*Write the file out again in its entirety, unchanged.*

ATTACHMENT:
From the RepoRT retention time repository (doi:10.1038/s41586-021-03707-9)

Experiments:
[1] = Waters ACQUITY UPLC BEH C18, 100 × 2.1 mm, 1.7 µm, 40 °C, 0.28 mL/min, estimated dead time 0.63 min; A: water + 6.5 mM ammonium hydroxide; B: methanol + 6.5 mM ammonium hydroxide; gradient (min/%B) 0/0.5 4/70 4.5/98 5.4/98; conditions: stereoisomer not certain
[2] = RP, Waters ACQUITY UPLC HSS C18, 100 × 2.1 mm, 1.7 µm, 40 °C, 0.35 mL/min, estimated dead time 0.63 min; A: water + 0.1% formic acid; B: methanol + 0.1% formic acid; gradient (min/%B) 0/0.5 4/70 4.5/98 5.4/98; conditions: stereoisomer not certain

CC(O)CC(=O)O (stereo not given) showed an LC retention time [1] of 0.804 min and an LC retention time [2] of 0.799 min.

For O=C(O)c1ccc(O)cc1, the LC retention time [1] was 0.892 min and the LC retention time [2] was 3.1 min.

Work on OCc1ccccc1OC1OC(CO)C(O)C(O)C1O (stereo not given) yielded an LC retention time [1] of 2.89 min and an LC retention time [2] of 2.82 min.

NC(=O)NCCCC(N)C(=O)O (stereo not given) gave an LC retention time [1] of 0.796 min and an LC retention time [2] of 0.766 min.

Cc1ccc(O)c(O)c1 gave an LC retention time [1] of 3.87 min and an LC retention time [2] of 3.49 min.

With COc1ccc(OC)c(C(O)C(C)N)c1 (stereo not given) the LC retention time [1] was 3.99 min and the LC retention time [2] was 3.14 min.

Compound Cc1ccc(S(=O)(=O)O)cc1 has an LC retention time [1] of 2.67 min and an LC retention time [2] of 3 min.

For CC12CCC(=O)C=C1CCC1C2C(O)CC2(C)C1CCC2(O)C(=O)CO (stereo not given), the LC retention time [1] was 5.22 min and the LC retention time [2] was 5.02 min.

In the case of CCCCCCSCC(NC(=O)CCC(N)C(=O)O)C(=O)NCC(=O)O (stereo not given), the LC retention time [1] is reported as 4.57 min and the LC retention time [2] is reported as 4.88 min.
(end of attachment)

From the RepoRT retention time repository (doi:10.1038/s41586-021-03707-9)

Experiments:
[1] = Waters ACQUITY UPLC BEH C18, 100 × 2.1 mm, 1.7 µm, 40 °C, 0.28 mL/min, estimated dead time 0.63 min; A: water + 6.5 mM ammonium hydroxide; B: methanol + 6.5 mM ammonium hydroxide; gradient (min/%B) 0/0.5 4/70 4.5/98 5.4/98; conditions: stereoisomer not certain
[2] = RP, Waters ACQUITY UPLC HSS C18, 100 × 2.1 mm, 1.7 µm, 40 °C, 0.35 mL/min, estimated dead time 0.63 min; A: water + 0.1% formic acid; B: methanol + 0.1% formic acid; gradient (min/%B) 0/0.5 4/70 4.5/98 5.4/98; conditions: stereoisomer not certain

CC(O)CC(=O)O (stereo not given) showed an LC retention time [1] of 0.804 min and an LC retention time [2] of 0.799 min.

For O=C(O)c1ccc(O)cc1, the LC retention time [1] was 0.892 min and the LC retention time [2] was 3.1 min.

Work on OCc1ccccc1OC1OC(CO)C(O)C(O)C1O (stereo not given) yielded an LC retention time [1] of 2.89 min and an LC retention time [2] of 2.82 min.

NC(=O)NCCCC(N)C(=O)O (stereo not given) gave an LC retention time [1] of 0.796 min and an LC retention time [2] of 0.766 min.

Cc1ccc(O)c(O)c1 gave an LC retention time [1] of 3.87 min and an LC retention time [2] of 3.49 min.

With COc1ccc(OC)c(C(O)C(C)N)c1 (stereo not given) the LC retention time [1] was 3.99 min and the LC retention time [2] was 3.14 min.

Compound Cc1ccc(S(=O)(=O)O)cc1 has an LC retention time [1] of 2.67 min and an LC retention time [2] of 3 min.

For CC12CCC(=O)C=C1CCC1C2C(O)CC2(C)C1CCC2(O)C(=O)CO (stereo not given), the LC retention time [1] was 5.22 min and the LC retention time [2] was 5.02 min.

In the case of CCCCCCSCC(NC(=O)CCC(N)C(=O)O)C(=O)NCC(=O)O (stereo not given), the LC retention time [1] is reported as 4.57 min and the LC retention time [2] is reported as 4.88 min.